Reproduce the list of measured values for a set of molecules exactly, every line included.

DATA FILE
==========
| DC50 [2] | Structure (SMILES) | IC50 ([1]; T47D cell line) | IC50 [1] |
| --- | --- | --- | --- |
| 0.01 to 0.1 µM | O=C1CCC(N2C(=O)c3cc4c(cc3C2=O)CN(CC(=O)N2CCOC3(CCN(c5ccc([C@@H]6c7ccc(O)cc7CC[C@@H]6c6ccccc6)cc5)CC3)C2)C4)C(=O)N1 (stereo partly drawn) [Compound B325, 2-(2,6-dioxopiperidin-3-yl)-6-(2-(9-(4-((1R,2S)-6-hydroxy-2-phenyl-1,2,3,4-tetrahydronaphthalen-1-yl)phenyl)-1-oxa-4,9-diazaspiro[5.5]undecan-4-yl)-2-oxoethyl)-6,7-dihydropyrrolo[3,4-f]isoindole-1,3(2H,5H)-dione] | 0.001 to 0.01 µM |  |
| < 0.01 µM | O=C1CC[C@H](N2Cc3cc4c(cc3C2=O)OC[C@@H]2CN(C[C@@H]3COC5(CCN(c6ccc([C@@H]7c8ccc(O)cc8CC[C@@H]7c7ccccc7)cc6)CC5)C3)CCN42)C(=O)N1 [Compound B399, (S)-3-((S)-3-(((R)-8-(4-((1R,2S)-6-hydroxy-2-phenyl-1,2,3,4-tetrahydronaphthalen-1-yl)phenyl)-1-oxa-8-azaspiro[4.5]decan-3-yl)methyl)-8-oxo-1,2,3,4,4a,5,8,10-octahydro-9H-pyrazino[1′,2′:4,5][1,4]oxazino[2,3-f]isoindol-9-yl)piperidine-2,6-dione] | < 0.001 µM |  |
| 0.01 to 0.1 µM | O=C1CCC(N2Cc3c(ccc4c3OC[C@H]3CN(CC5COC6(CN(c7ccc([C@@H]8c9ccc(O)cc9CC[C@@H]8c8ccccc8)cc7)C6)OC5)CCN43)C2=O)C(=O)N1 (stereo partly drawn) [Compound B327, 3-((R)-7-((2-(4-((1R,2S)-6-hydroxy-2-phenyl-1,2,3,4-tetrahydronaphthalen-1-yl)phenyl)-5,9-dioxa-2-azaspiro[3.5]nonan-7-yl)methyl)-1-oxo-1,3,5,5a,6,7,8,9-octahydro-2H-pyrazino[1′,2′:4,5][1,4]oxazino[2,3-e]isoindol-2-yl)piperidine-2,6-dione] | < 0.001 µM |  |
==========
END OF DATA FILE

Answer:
| DC50 [2] | Structure (SMILES) | IC50 ([1]; T47D cell line) | IC50 [1] |
| --- | --- | --- | --- |
| 0.01 to 0.1 µM | O=C1CCC(N2C(=O)c3cc4c(cc3C2=O)CN(CC(=O)N2CCOC3(CCN(c5ccc([C@@H]6c7ccc(O)cc7CC[C@@H]6c6ccccc6)cc5)CC3)C2)C4)C(=O)N1 (stereo partly drawn) [Compound B325, 2-(2,6-dioxopiperidin-3-yl)-6-(2-(9-(4-((1R,2S)-6-hydroxy-2-phenyl-1,2,3,4-tetrahydronaphthalen-1-yl)phenyl)-1-oxa-4,9-diazaspiro[5.5]undecan-4-yl)-2-oxoethyl)-6,7-dihydropyrrolo[3,4-f]isoindole-1,3(2H,5H)-dione] | 0.001 to 0.01 µM |  |
| < 0.01 µM | O=C1CC[C@H](N2Cc3cc4c(cc3C2=O)OC[C@@H]2CN(C[C@@H]3COC5(CCN(c6ccc([C@@H]7c8ccc(O)cc8CC[C@@H]7c7ccccc7)cc6)CC5)C3)CCN42)C(=O)N1 [Compound B399, (S)-3-((S)-3-(((R)-8-(4-((1R,2S)-6-hydroxy-2-phenyl-1,2,3,4-tetrahydronaphthalen-1-yl)phenyl)-1-oxa-8-azaspiro[4.5]decan-3-yl)methyl)-8-oxo-1,2,3,4,4a,5,8,10-octahydro-9H-pyrazino[1′,2′:4,5][1,4]oxazino[2,3-f]isoindol-9-yl)piperidine-2,6-dione] | < 0.001 µM |  |
| 0.01 to 0.1 µM | O=C1CCC(N2Cc3c(ccc4c3OC[C@H]3CN(CC5COC6(CN(c7ccc([C@@H]8c9ccc(O)cc9CC[C@@H]8c8ccccc8)cc7)C6)OC5)CCN43)C2=O)C(=O)N1 (stereo partly drawn) [Compound B327, 3-((R)-7-((2-(4-((1R,2S)-6-hydroxy-2-phenyl-1,2,3,4-tetrahydronaphthalen-1-yl)phenyl)-5,9-dioxa-2-azaspiro[3.5]nonan-7-yl)methyl)-1-oxo-1,3,5,5a,6,7,8,9-octahydro-2H-pyrazino[1′,2′:4,5][1,4]oxazino[2,3-e]isoindol-2-yl)piperidine-2,6-dione] | < 0.001 µM |  |